DO GUESTS PUT FITNESS AND WELL-BEING ABOVE INDULGENCE?

Health and fitness is not only a craving for guests but also for employees. In 1971, there were only 12 leisure centres in the UK. Today there are companies offering to buy their  employees Fitbits to encourage health and well-being. Fitness today is sitting centrally to everyday life and lifestyle.

It does seem strange to understand that there were only 12 leisure centres in the UK almost 45 years ago and by 1981, this number had dramatically increased and there were 449. The rise in the importance of personal fitness had begun. In past eras, sport was simply a recreation for all but the very top athletes. Today the average executive exercises four times per week – the word ‘executive’ is stressed, as the average person in the UK today only walks 60 miles per year which is a fall by almost 50 per cent in the last 20 years. 60 miles is just over a mile per week – a fact that concerns doctors as the UK seems to be becoming a split culture of those who are educated, aware and embrace health and fitness and those who do not.

The counter argument is that an increasing number of people are becoming educated and aware, so it is just a matter of time. In 2016 sport is far more than a pastime for those that embrace it and there are huge numbers today participating in sport. In 2016, 7.7m people play sports more than three times per week. This is beyond exercising to stay fit. This number has grown by 17 per cent in the last decade. 9.5m are involved in sports clubs across the UK and 6m play competitive sport on a regular basis.

 

 

“IN 2016 SPORT IS FAR MORE THAN A PASTIME FOR THOSE THAT EMBRACE IT AND THERE ARE HUGE NUMBERS TODAY PARTICIPATING IN SPORT”

 

 

Since the post-war era, the British sporting culture has quietly, even reluctantly, been forced to evolve from an almost amateur ethos to a level of high professionalism that operates within the leading clubs today. In recent years, sport has become increasingly central to everyday life and also big business in its own right as major brands such as Nike and Adidas have become household names and brands. Commercialism in sport sits centrally for all activities from local sponsorship deals of village and town football clubs to Virgin Money’s sponsorship of the London Marathon, RBS’s of the Six Nations or Barclays of Football’s Premier League. Each week one can easily witness both the relationship between players and supporters in stadia across the country and also the increased commercialism and wealth in sport.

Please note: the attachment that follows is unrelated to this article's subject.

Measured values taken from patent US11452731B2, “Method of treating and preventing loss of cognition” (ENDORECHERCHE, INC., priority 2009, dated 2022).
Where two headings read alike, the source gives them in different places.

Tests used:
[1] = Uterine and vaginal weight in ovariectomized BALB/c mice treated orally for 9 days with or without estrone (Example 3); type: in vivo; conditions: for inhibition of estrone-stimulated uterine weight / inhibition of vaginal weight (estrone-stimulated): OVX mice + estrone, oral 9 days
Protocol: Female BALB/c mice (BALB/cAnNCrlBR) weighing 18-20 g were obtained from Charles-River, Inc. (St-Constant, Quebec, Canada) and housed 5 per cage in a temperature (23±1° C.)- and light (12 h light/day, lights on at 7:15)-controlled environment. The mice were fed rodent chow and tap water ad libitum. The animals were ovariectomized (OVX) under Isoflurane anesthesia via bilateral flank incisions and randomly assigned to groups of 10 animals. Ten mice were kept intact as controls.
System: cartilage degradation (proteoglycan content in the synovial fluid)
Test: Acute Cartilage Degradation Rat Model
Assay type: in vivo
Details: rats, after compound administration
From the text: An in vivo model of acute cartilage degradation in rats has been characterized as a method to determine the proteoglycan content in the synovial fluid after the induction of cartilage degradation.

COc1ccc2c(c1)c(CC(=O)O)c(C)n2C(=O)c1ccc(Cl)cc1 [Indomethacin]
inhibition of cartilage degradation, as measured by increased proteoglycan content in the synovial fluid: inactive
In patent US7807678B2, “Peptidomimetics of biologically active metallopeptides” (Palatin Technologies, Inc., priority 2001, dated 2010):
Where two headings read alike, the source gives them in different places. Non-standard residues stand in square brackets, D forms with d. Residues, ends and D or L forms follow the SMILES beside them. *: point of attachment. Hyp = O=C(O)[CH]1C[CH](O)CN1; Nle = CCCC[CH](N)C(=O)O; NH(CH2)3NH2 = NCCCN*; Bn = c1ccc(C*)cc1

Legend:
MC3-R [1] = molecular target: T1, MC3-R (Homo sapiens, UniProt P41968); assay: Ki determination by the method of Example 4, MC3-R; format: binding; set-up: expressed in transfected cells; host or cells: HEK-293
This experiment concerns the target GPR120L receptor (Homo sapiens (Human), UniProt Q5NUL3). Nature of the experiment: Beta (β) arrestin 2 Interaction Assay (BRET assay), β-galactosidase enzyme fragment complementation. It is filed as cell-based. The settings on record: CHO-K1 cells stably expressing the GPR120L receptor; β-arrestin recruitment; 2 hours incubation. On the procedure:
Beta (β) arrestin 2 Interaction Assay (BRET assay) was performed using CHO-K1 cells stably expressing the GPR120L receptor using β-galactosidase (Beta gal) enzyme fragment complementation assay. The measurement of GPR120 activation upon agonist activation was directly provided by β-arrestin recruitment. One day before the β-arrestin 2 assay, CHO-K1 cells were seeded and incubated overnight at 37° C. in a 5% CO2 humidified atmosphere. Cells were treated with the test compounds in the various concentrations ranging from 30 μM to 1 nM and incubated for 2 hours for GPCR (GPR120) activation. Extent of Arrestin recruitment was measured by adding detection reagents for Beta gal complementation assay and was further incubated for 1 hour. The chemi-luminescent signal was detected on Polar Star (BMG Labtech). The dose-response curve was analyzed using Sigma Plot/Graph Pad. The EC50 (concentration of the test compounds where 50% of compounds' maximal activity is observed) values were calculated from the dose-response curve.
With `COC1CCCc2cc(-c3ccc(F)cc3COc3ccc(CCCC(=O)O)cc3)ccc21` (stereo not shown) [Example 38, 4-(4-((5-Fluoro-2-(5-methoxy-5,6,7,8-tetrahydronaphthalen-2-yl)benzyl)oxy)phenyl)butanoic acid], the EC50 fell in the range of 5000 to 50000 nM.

The momentum for change has been supported by a social revolution, which has seen personal fitness grow in importance with each passing decade. As of the 2016 London Marathon one person in every 100 has run the Marathon. Over one million runners have passed the finish line since its founding in 1981. Amateur sport in this country is impressively large but sport is, in today’s world, a business and no longer just a recreation, and of course, the pressures of both will create challenges, tensions and change.

Fitness today plays an important role and this is set to only increase and of course, it will impact on hotels as this audience seeks to eat healthier. With change happening, hotels are still seen as a place for indulgence but they must also be able to provide healthy food and fitness facilities in some shape or form to satisfy their guests’ cravings.